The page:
Skip to main content

Fairness for resource allocation in cloud computing.

Hamzeh, H., 2021. Fairness for resource allocation in cloud computing. Doctoral Thesis (Doctoral). Bournemouth University.

Full text available as:

[img] PDF
HAMZEH, Hamed_Ph.D._2020.pdf
Restricted to Repository staff only until 1 July 2023.
Available under License Creative Commons Attribution Non-commercial.

16MB

Abstract

Resource allocation with fairness, considering multiple types of resources has become a substantial concern in state-of-the-art computing systems. Accordingly, the rapid growth of cloud computing has highlighted the importance of resource management as a complicated and NP-hard problem. Unlike traditional frameworks, in modern data centers, incoming jobs pose demand profiles, including diverse sets of resources such as CPU, memory, and bandwidth over multiple servers. Therefore, the fair distribution of resources respecting such heterogeneity has appeared to be a challenging issue. In this thesis, the major research gaps are identified, associated with recent solutions in resource allocation and scheduling with fairness in cloud computing. The recent developments have satisfied some desirable fairness properties such as sharing-incentive, Pareto- efficiency, envy-free, and strategy-proof in general perspective. However, some of these promising features have not been satisfied for some users with demands dominated on a particular resource type that cause an allocation to be intuitively unfair. First, recent approaches have ignored the boundaries of fair-share and resource demands in allocation decisions. Additionally, those approaches have fallen short in prioritizing tasks, considering different resource types in scheduling time that may result in increasing the response time for some users. Second, the recent developments have considered the equalization only for dominant resources that could be an obstacle against utility maximization for a certain number of users. Besides, there is no specific measure for evaluating the fair distribution of resources among tasks with dominant and non-dominant resources, in single and heterogeneous server settings. Third, it is still unclear how the number of dominant resources in multiple servers, considering a specific resource type may affect the Pareto-efficiency and sharing incentive properties. Fourth, investigating the fairness problem, taking into account multiple resource types seems like a missing point in the Kubernetes environment. This significant issue may increase the response time due to a considerable number of pod evictions. This thesis seeks to address these substantial gaps. First, a new mechanism is introduced to calculate shares among users, considering a fair-share function that solves a utility maximization problem. Furthermore, a new queuing mechanism is proposed to reduce response time for incoming tasks dominated on different resource types. Second, to address the fair distribution of resources among users, a fully-fair allocation algorithm is presented as well as a new fairness measure for multi-resource environments. Third, to tackle issues concerning Pareto-efficiency and sharing-incentive in heterogeneous servers, a novel task scheduling mechanism is introduced. Fourth, a new model is suggested to tackle the fairness problem in the Kubernetes framework to reduce the number of pod evictions in scheduling time. The experiments conducted in the Cloudsim framework, using randomly generated work- loads and Google workload traces show that our proposed algorithms achieve higher utilization of resources as well as fairness compared to DRF. Moreover, the evaluations indicate that the proposed algorithms satisfy desirable fairness properties.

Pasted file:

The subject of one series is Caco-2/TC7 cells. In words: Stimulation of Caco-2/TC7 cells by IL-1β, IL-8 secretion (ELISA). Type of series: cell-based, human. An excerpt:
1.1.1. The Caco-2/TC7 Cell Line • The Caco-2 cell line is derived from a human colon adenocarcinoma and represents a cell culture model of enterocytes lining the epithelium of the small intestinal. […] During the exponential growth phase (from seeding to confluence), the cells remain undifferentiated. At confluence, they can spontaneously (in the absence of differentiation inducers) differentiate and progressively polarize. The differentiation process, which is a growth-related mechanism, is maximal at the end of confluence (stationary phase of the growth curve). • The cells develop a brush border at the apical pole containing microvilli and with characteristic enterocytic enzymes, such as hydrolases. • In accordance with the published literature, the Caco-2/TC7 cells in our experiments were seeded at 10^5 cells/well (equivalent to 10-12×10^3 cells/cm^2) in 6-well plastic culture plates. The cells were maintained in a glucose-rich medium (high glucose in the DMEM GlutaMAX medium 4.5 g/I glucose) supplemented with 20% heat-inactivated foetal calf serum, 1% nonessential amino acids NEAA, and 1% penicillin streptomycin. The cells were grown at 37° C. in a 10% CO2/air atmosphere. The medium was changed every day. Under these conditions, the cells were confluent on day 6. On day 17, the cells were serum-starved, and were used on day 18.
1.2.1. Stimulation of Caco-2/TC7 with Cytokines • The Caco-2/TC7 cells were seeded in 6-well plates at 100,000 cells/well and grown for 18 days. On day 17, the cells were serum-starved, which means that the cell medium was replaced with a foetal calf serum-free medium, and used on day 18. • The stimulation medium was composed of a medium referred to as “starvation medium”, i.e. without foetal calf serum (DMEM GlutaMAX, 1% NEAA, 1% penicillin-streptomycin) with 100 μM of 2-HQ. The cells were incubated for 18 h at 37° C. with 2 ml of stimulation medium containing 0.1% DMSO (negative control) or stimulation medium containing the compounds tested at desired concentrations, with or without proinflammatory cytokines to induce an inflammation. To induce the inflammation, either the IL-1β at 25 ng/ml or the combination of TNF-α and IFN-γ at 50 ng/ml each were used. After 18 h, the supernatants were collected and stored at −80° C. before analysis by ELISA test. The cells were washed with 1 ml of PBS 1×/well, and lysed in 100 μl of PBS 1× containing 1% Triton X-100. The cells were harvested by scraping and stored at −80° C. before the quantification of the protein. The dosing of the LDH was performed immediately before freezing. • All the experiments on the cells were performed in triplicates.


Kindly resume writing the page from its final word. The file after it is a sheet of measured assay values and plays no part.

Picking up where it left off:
Item Type:Thesis (Doctoral)
Additional Information:If you feel that this work infringes your copyright please contact the BURO Manager.
Group:Faculty of Science & Technology
ID Code:35652
Deposited By: Unnamed user with email symplectic@symplectic
Deposited On:17 Jun 2021 10:43
Last Modified:17 Jun 2021 10:43

Downloads

Downloads per month over past year

More statistics for this item...
Repository Staff Only -